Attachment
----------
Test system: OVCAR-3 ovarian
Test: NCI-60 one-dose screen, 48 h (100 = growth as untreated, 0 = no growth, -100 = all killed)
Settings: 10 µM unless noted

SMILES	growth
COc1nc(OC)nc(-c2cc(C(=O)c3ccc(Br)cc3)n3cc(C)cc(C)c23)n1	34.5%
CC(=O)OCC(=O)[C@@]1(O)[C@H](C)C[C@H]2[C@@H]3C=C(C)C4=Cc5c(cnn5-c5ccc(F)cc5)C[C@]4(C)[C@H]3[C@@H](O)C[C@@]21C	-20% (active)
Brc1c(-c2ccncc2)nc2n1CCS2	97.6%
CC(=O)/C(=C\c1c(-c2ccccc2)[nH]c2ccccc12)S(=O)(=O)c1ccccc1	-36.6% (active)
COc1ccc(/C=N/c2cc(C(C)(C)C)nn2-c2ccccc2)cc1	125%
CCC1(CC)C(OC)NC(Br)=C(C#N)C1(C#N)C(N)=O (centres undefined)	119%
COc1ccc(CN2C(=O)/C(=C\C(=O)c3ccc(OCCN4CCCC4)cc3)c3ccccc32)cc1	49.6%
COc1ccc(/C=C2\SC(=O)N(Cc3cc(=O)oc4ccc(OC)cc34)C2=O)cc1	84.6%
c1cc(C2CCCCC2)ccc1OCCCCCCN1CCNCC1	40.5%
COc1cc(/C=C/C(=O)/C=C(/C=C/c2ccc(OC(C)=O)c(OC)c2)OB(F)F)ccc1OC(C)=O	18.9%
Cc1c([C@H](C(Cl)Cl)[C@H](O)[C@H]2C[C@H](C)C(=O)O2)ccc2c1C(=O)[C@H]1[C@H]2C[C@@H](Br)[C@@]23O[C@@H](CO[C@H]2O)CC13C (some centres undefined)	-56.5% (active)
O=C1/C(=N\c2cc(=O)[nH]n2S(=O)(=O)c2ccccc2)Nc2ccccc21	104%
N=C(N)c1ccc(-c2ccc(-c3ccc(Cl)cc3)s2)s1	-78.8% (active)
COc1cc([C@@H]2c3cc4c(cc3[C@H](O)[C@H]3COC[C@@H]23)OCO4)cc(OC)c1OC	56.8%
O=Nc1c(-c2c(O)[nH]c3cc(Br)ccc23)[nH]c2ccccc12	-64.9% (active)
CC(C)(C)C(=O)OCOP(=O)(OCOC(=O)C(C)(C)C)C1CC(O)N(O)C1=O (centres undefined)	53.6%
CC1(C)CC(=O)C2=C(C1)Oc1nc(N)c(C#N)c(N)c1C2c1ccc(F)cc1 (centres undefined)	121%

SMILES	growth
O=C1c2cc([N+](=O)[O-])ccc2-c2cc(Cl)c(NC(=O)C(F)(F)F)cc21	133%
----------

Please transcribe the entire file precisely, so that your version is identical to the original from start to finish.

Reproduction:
Test system: OVCAR-3 ovarian
Test: NCI-60 one-dose screen, 48 h (100 = growth as untreated, 0 = no growth, -100 = all killed)
Settings: 10 µM unless noted

SMILES	growth
COc1nc(OC)nc(-c2cc(C(=O)c3ccc(Br)cc3)n3cc(C)cc(C)c23)n1	34.5%
CC(=O)OCC(=O)[C@@]1(O)[C@H](C)C[C@H]2[C@@H]3C=C(C)C4=Cc5c(cnn5-c5ccc(F)cc5)C[C@]4(C)[C@H]3[C@@H](O)C[C@@]21C	-20% (active)
Brc1c(-c2ccncc2)nc2n1CCS2	97.6%
CC(=O)/C(=C\c1c(-c2ccccc2)[nH]c2ccccc12)S(=O)(=O)c1ccccc1	-36.6% (active)
COc1ccc(/C=N/c2cc(C(C)(C)C)nn2-c2ccccc2)cc1	125%
CCC1(CC)C(OC)NC(Br)=C(C#N)C1(C#N)C(N)=O (centres undefined)	119%
COc1ccc(CN2C(=O)/C(=C\C(=O)c3ccc(OCCN4CCCC4)cc3)c3ccccc32)cc1	49.6%
COc1ccc(/C=C2\SC(=O)N(Cc3cc(=O)oc4ccc(OC)cc34)C2=O)cc1	84.6%
c1cc(C2CCCCC2)ccc1OCCCCCCN1CCNCC1	40.5%
COc1cc(/C=C/C(=O)/C=C(/C=C/c2ccc(OC(C)=O)c(OC)c2)OB(F)F)ccc1OC(C)=O	18.9%
Cc1c([C@H](C(Cl)Cl)[C@H](O)[C@H]2C[C@H](C)C(=O)O2)ccc2c1C(=O)[C@H]1[C@H]2C[C@@H](Br)[C@@]23O[C@@H](CO[C@H]2O)CC13C (some centres undefined)	-56.5% (active)
O=C1/C(=N\c2cc(=O)[nH]n2S(=O)(=O)c2ccccc2)Nc2ccccc21	104%
N=C(N)c1ccc(-c2ccc(-c3ccc(Cl)cc3)s2)s1	-78.8% (active)
COc1cc([C@@H]2c3cc4c(cc3[C@H](O)[C@H]3COC[C@@H]23)OCO4)cc(OC)c1OC	56.8%
O=Nc1c(-c2c(O)[nH]c3cc(Br)ccc23)[nH]c2ccccc12	-64.9% (active)
CC(C)(C)C(=O)OCOP(=O)(OCOC(=O)C(C)(C)C)C1CC(O)N(O)C1=O (centres undefined)	53.6%
CC1(C)CC(=O)C2=C(C1)Oc1nc(N)c(C#N)c(N)c1C2c1ccc(F)cc1 (centres undefined)	121%

SMILES	growth
O=C1c2cc([N+](=O)[O-])ccc2-c2cc(Cl)c(NC(=O)C(F)(F)F)cc21	133%